One of the most important adjustments we can make in teacher training programs is to make teachers data experts. Right now, schools of education rarely emphasize the importance of data or teach educators how to collect and use data. The result is that few teachers are able to keep track of whether or not their kids are learning.

As a Teach for America teacher, I was required to keep data on my students. Essentially, this meant recording whether or not students mastered various objectives on quizzes and tests. While this data was useful for motivating kids (they were eager to achieve 80% mastery), I often wondered whether or not this data was actually meaningful. How did I know if I was testing the objectives in the right way? What was the correct measure of mastery? Furthermore, what does it mean when a student masters the academic material but then fails my class because he/she missed too many classes or failed to turn in important assignments? Is there a difference between mastery and preparing our kids for adulthood?

My point is, that teachers need to be taught how to do more than record data. In order to evaluate lessons and practices, educators need to be taught and encouraged to think thoughtfully and critically about what data means. The “School of One” program does not solve this problem—but it might be a useful tool for getting teachers to engage in data about their students.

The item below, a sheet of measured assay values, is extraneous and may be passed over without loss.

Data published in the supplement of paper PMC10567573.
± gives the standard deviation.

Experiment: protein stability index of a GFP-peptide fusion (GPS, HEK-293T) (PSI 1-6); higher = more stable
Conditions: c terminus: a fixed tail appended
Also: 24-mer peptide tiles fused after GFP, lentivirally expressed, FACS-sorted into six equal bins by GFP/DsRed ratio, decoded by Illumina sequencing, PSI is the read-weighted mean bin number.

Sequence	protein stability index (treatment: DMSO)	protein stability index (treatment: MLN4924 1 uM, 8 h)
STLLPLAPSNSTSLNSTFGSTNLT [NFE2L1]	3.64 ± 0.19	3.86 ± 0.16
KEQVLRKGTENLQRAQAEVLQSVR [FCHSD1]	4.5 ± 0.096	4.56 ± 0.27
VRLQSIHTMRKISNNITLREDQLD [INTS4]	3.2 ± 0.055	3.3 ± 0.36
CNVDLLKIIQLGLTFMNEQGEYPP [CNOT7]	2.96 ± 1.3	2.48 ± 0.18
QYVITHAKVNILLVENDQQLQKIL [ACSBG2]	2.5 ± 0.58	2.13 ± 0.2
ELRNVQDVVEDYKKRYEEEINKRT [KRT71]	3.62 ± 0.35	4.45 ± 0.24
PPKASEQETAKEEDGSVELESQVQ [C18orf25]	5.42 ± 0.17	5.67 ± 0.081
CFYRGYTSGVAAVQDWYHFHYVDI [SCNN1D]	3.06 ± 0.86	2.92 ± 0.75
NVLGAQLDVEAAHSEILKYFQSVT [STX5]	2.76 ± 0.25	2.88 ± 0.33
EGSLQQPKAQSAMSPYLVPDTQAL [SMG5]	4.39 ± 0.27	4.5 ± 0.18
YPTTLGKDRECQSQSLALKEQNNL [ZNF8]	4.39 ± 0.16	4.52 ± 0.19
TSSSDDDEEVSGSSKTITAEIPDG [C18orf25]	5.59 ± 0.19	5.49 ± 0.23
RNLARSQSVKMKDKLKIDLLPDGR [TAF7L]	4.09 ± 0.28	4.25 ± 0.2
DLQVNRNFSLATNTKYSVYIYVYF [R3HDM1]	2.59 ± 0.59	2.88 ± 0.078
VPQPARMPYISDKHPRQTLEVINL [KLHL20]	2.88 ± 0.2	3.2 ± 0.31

“School of One” could be a great classroom aid for teachers (that is, if we could afford to provide laptops for students citywide). However, I believe this sort of program should assist—NOT replace teachers. One of the most important aspects of a teacher’s work is forming relationships with their students. Computer programs can’t express compassion for a kid whose parents are going through a divorce, or notice if a kid is coming to school everyday without breakfast. The discretion, empathy, passion and charisma of teachers will always be an important part of any quality education.

Note: To access the Freaknomics Radio podcast on the School of One use this link: http://freakonomics.blogs.nytimes.com/2010/05/12/freakonomics-radio-how-is-a-bad-radio-station-like-the-public-school-system/

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  1. Hi — thanks for the interest in School of One! Would you like to be added to our School of One email list? We can keep you informed on our progress and let you know about visitation dates and other updates.

    Mickey Muldoon
    Manager, External Affairs
    School of One